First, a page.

Gone are the days of defense solely relying on systems being patched. The model of hiding behind firewalls like the Greeks in Troy. This has been proven, time and time again, to be as faulty in Cyber as it was in the days of old. There aren’t many hard definitions in Cyber, so here’s Hackmethod’s take on a popular topic that’s been brought up around the water cooler for the past few days.
Digital Forensics & Incident Response, or DIFR (pronounced: Dee-Fur), is a term used to describe response to malicious activity in Cyber. For Hackmethod, DIFR is typically conducted when an indicator of compromise (IOC) is known or an event/alert is triggered on the network/ host Intrusion Detection Systems. Basically, it is like someone calling police when a crime has been committed and kicks off an investigation to find said criminal. This is referred to as being reactive. How this works in a nutshell is, certified DIFR analysts will take, at the least, static data such as memory scrapes, PCAP of the traffic, HDD images, and logs to reconstruct the event. They will find breadcrumbs and follow it all the way to the end.
Cyber Threat Hunting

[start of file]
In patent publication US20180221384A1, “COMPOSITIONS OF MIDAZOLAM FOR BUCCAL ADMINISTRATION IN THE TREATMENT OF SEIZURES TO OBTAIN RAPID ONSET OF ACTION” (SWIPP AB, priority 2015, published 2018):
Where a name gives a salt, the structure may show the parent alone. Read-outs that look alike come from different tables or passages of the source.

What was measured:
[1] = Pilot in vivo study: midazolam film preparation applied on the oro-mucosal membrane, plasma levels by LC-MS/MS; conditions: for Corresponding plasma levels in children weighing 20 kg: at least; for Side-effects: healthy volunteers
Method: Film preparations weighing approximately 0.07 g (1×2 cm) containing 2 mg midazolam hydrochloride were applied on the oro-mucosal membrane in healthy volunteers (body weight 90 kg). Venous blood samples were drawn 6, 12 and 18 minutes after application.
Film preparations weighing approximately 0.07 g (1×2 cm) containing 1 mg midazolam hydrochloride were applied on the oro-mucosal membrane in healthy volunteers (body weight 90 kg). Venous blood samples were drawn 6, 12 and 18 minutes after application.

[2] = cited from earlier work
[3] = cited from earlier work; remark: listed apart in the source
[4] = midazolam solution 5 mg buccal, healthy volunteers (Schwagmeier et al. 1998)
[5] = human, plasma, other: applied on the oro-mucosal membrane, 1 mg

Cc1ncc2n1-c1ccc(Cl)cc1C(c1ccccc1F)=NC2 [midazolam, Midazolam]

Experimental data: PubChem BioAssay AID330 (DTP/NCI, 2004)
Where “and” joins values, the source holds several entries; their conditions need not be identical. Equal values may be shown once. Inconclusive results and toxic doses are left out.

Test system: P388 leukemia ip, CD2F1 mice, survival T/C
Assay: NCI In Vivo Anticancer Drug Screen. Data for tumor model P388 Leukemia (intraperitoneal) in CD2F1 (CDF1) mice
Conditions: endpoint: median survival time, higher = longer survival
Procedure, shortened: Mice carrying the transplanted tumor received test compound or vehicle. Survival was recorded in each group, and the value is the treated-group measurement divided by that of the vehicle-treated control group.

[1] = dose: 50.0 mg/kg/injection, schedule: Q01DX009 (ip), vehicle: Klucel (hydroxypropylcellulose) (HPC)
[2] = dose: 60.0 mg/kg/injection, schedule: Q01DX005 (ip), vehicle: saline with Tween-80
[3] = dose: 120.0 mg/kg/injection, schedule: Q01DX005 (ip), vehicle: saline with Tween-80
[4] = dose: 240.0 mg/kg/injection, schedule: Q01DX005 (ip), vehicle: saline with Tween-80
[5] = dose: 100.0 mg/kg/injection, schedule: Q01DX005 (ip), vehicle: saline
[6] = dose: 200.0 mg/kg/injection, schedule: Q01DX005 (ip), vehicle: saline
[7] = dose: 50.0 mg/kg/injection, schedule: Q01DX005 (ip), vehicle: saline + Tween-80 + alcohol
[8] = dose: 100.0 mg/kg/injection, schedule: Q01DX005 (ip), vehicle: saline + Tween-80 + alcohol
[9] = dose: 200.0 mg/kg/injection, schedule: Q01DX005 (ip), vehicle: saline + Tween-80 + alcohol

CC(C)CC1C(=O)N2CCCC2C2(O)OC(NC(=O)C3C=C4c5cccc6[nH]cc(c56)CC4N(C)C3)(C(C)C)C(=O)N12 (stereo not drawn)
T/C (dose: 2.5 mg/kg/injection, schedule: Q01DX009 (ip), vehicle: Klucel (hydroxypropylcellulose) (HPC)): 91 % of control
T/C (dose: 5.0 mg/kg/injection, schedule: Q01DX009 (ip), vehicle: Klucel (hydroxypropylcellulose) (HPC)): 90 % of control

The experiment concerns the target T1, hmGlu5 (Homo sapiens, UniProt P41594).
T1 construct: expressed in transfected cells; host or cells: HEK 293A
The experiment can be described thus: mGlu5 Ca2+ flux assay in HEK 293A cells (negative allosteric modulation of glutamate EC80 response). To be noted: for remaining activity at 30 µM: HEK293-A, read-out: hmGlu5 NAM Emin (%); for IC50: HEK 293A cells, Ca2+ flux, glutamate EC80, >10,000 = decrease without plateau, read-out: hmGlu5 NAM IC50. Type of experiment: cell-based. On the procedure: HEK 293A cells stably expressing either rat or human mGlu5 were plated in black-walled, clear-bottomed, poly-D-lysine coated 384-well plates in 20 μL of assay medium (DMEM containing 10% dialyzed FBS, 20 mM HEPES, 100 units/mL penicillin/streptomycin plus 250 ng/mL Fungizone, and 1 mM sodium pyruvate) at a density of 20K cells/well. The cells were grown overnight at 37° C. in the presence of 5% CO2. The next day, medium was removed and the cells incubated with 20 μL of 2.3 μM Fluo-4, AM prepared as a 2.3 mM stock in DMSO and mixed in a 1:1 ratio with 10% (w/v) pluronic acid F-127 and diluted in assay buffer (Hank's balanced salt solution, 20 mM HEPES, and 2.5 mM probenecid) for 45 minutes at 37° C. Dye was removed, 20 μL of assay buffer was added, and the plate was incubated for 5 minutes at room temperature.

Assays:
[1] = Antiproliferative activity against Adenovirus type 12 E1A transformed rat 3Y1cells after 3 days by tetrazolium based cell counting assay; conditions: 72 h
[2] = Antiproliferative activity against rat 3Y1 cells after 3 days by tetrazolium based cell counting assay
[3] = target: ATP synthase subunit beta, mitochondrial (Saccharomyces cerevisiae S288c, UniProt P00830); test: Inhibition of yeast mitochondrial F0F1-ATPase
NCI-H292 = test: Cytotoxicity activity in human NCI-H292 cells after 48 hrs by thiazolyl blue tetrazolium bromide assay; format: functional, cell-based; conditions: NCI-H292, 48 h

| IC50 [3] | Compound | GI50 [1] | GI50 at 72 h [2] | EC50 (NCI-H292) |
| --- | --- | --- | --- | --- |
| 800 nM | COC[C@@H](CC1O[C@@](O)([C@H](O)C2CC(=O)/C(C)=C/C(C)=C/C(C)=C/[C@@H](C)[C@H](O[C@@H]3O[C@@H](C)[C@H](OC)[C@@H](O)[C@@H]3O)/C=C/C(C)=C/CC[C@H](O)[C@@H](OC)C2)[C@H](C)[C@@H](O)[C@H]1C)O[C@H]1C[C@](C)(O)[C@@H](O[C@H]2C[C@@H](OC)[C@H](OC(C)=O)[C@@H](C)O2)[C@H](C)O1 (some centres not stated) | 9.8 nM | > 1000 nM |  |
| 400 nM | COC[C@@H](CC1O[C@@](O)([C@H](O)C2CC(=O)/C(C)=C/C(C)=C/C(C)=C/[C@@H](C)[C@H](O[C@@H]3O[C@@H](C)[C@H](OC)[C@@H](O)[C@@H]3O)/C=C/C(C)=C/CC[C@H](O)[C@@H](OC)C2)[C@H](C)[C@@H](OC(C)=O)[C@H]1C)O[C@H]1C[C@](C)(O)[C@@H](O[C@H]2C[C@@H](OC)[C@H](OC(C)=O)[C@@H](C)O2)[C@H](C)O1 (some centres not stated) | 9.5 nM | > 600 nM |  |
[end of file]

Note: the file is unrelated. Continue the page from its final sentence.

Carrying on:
Cyber Threat Hunting, or Hunting, for short is used to describe seeking out an adversary without a warning indicator. This is referred to as being proactive. Hunting constantly seeks out threats to the network/host regardless of actually receiving an indicator. Keeping with the police analogy, this is similar to the policing strategy of “hot spotting”, where police will increase their presence in higher crime areas trying to catch criminals in the act. Having said that, Hunting should not be confused with standard defense strategies, it’s focused on a threat and the risk that threat poses to the target.
Risk = (threat x vulnerabilities x probability x impact)/countermeasures
Overall, when combined with red-teaming, intelligence and threat modeling hunting can be an extremely effective method to help reduce attack surfaces and deny threat actors the ability to create effects on your network.